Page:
Wildfires & Carbon In Our Atmosphere

Wildfires & Carbon In Our Atmosphere

Wildfires & Carbon In Our Atmosphere

The Big Q: Do wildfires have a significant impact on global warming?

The Big A: Much depends on what the fire destroys, there is tremendous variation among the species of trees in terms of carbon storage.

Overall, the most carbon dense trees are those with high-density wood and large trunk diameters.

So, when a wildfire sweeps through a forest of mighty evergreens, the carbon emissions will be much higher than if the conflagration was consuming less dense trees.

In the United States, the carbon-rich forests run from Northern California up and through the State of Washington.

Also, a factor is the composition of the soil.

The fires that swept across Indonesia in Y 1997, for example, burned relatively thin-trunked tropical trees. But the devastated forests were also covered in carbon-rich peat, with deposits measuring up to 20 mtrs deep.

So, as a result, the Indonesian fires were estimated to have released between 0.81 and 2.57 gigatons of carbon or between 13 and 40% of the world’s annual emissions at the time.

The typical wildfire in North American is not that devastating in terms of carbon emissions.

Environment Canada estimates that for every acre of primarily coniferous forest burned, approximately 4.81 tonnes of carbon is released into the atmosphere—between 80 and 90% in the form of carbon dioxide (CO2), with the rest as carbon monoxide (CO) and methane (CH4).

In Y 2006, a record-setting 96,385 wildfires destroyed about 9.87-M acres of forest in the United States.

In Y 2015 forest fires accounted for 47.47-M tonnes of carbon emissions in the United States.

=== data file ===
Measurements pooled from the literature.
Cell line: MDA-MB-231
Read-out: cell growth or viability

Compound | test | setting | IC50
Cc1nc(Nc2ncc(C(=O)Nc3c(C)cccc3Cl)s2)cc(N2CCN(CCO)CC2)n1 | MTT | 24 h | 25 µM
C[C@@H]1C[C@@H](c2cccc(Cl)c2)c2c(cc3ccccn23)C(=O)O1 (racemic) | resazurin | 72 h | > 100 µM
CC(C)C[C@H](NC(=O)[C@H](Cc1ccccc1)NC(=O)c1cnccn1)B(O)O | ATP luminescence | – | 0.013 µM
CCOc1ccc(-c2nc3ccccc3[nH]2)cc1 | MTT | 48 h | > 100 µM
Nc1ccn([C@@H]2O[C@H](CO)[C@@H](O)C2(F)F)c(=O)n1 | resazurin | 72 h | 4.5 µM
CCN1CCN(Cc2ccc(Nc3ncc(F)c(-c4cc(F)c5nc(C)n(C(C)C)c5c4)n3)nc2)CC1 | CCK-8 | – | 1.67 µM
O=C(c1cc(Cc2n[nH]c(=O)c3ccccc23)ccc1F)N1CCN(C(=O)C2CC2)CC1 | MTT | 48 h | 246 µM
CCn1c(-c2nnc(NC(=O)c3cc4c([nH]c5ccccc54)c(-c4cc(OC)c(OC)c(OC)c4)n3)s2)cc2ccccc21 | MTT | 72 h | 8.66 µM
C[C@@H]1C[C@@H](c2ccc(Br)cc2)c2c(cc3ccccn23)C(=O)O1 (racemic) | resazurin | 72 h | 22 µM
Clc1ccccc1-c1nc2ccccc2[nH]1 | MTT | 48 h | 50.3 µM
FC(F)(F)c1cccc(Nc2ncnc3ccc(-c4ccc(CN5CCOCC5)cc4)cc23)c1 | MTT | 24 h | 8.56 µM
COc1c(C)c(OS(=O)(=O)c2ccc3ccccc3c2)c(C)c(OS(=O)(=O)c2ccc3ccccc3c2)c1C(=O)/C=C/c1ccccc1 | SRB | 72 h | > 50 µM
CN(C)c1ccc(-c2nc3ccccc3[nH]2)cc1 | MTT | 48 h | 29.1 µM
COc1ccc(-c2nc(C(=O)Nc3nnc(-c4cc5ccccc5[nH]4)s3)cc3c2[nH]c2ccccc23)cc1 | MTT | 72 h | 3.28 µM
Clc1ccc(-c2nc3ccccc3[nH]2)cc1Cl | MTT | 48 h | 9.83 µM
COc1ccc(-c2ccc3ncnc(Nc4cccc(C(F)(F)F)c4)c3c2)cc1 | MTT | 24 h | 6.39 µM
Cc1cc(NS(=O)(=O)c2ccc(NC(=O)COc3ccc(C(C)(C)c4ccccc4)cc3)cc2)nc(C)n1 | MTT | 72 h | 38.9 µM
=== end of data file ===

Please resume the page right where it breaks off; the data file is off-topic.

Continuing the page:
In comparison, the nation’s annual carbon dioxide emissions are said to be around 6.049-B tonnes.

This estimate does not take into account the carbon released by vegetation that decays once the fires have been extinguished.

Also, it does not it include the long-term effects of losing forests, which absorb carbon dioxide from the atmosphere converting it to oxygen helping to slow global warming.

That data indicates that global warming seems to increase the frequency of wildfires.

According to a recent University of Arizona study, the length of the wildfire season has increased by roughly 3 months since the mid-1980s, mostly due to earlier snow melts in the West.

A earlier melt means that dried, easily ignited brush spends more time lying on the ground.

A Y 2004 Kansas State University study included a prediction that carbon dioxide emitted by American wildfires will 2X by Y 2100.

But, you have to know and understand that wildfires also play a vital role in replenishing a forest’s soil and clearing away dead and rotten trees.

Wildfires are typically sparked by lightning, and humans.

In Y 2006 naturally occurring fires were responsible for more than 50% of the 9.87-M acres of forest burned in the United States. The rest were started by people.

Note: prior to the 1800’s, Native Americans are estimated to have burned roughly 4.5-M acres of land per year to manage game, spur the growth of edible plants, and deprive enemies of cover.

So, while we should be concerned about the growing frequency of wildfires and their attendant effects on global warming, we should understand that in nature it is part of the process of life and growth.

But, when it comes to humans starting fires on purpose or by carelessness we have to become alert and do our best to protect against their destruction of lives and property.

Have a terrific week.

Paul Ebeling


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